Montreal and public art, the final segment of a feature story published in two parts
Last week, part one of this story explained how public art was established in the city of Montreal and the province of Quebec.
When questioned about the importance of investments and politics of public art, Pascal Beaudet, project manager at the Ministry of Culture and Communications, said it enables artists to create imposing works. It gives them unequalled experience, as they are offered a great amount of money to create enormous pieces of art. “You don’t start creating monumental 35-feet pieces of art for your backyard,” said Beaudet.
“It brings many things to many people,” said artist Linda Covit about public art. Public pieces make art accessible, because people don’t have to enter museums or galleries to see works of art. How many times have you been to the Montreal Contemporary Art Museum this year? Probably not that many times, especially when compared to the numbers of times you’ve walked by works of contemporary art in the city.
After the screening of the documentary À Tout Hasard, artists took the time to discuss with the public why public art mattered to them. Artist Jean-Robert Drouillard said, due to a lack of contracts last year, he had to spend six months working for artist Marc-Antoine Côté. Public art allows professional artists to work and contribute to the urban planning, said Laurent Vernet, the commissioner of the Montreal Public Art Bureau.
Public art can prompt positive reactions too. Covit said a citizen once wrote to her about one of her pieces in St-Bruno, expressing how happy he was to walk past it everyday. “It really touched me,” said Covit.
A school in Ville Saint-Laurent even used the name one of artist Michel Saulnier’s sculptures to rename the school. He said he still receives reactions about pieces, inspired by architecture, that have been installed for 25 years. “The work is living,” said Saulnier.
Public art really aims to integrate into the landscape, giving an identity to the location and becoming part of people’s lives. It makes people think and ask questions. For Johanne Sloan, an art history professor at Concordia University, public art makes art less elitist. “It brings art closer to everyday life,” she said. With time, Vernet said, those works of art become intricately attached to their location, using the example of the Melvin Charley sculpture at the Émilie-Gamelin park. “We can’t imagine those places without those works that define them and that give them their identity,” said Vermet.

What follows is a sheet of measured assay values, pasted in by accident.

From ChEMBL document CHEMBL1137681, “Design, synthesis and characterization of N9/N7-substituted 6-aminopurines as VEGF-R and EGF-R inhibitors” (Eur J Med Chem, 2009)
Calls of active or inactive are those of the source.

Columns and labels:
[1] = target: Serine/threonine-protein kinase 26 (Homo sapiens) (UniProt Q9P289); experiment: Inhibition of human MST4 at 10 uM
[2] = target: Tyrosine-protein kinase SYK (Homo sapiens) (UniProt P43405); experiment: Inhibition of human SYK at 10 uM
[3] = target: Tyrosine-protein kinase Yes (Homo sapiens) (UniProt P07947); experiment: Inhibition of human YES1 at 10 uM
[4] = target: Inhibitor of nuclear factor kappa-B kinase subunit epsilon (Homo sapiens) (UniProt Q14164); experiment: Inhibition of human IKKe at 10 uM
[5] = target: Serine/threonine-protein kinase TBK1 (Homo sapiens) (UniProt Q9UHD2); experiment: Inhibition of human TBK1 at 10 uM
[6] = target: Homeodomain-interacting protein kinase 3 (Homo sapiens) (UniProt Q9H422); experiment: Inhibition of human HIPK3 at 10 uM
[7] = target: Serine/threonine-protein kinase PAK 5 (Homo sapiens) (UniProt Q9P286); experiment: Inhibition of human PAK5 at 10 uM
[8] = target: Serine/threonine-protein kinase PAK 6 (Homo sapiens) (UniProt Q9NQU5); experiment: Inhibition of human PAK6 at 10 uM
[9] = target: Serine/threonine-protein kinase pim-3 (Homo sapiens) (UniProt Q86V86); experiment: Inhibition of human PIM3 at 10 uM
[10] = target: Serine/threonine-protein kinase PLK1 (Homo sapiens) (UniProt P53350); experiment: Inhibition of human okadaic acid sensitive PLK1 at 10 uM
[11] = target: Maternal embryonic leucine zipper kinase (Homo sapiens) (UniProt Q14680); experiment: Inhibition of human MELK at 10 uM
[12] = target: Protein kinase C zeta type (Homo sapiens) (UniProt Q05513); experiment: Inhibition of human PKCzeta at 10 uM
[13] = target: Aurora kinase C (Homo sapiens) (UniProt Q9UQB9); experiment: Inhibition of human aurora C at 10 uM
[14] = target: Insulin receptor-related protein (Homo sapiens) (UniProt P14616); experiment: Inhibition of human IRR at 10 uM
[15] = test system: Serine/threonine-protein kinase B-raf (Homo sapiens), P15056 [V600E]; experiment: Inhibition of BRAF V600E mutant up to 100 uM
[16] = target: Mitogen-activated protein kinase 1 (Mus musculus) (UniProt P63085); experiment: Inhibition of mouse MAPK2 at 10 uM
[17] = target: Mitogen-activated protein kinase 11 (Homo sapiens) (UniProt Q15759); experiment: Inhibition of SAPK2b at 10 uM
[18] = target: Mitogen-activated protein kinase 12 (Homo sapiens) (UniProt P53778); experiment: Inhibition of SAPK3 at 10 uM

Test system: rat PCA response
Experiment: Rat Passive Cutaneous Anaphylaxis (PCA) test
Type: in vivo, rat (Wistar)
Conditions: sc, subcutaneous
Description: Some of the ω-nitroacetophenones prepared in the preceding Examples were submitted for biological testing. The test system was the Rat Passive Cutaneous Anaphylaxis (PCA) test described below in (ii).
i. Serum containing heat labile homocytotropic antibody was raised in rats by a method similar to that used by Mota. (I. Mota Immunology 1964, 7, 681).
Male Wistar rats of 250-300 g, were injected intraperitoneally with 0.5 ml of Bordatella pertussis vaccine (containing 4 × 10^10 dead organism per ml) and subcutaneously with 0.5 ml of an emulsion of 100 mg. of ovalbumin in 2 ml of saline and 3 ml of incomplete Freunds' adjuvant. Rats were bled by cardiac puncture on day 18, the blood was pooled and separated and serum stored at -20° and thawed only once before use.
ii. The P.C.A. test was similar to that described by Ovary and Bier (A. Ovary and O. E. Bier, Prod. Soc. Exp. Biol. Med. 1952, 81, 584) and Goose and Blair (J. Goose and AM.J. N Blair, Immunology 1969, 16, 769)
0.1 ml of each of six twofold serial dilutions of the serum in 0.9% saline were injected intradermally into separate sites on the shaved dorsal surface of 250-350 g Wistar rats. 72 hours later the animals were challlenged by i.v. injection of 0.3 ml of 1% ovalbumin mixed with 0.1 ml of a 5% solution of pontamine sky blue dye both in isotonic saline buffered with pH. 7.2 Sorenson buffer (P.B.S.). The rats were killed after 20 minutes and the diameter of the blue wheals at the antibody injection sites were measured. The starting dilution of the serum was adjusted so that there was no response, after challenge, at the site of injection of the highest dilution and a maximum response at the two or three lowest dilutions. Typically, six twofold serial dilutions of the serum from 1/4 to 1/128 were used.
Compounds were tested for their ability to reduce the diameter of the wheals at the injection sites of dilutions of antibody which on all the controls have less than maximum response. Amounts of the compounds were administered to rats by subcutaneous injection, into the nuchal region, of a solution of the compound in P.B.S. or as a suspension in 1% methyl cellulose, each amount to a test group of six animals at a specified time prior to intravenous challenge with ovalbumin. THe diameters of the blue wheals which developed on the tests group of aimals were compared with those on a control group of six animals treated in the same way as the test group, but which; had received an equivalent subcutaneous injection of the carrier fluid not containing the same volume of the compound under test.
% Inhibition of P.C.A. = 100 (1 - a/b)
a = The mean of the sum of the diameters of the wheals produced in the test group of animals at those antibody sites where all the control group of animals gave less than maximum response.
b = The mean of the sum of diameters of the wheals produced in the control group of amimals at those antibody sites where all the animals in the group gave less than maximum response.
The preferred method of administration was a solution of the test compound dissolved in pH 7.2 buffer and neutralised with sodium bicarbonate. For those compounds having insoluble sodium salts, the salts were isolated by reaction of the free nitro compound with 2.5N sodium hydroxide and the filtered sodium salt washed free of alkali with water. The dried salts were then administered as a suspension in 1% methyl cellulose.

Covit, who also created a monumental piece for the MUHC, said it’s important not to forget that the money invested in public art doesn’t go all into the artists’ wallet. For her MUHC sculpture, Le Havre, she had engineers, technicians, manufacturers, painters, electricians and light creators working with her. Those collaborators, and the materials needed for the sculpture, were paid for through the projects building budget. More than just public critics, some art historians also hold negative positions on the subject. Sloan criticized the one per cent decree because it can result in what she considers “bland art.” According to the professor, artists who want to please the public might create pieces that are not upsetting but that are not exciting either. “The more the artwork is triggering conversation, the more successful it is as public art,” said Sloan. Vernet, on the other hand, believes works of public art usually follow the artist’s line of creation and are not created only to please the public.
For Sloan, permanent public art tends to become like a type of furniture in the landscape, always there, which results in people not paying attention to it. Sloan said that other directions could be taken to make the works more interesting to the public. She said temporary pieces of public art, which could trigger less anger because of their brief appearances, could encourage very interesting conversations. Trafalgar Square in London, for example, had a project called The Fourth Plinth Project, which offered a space for artists to create temporary contemporary sculptures amongst traditional permanent statues. “I think those projects are much more successful,” said Sloan.
To read the feature from beginning to end in its entirety visit theconcordian.com/section/arts.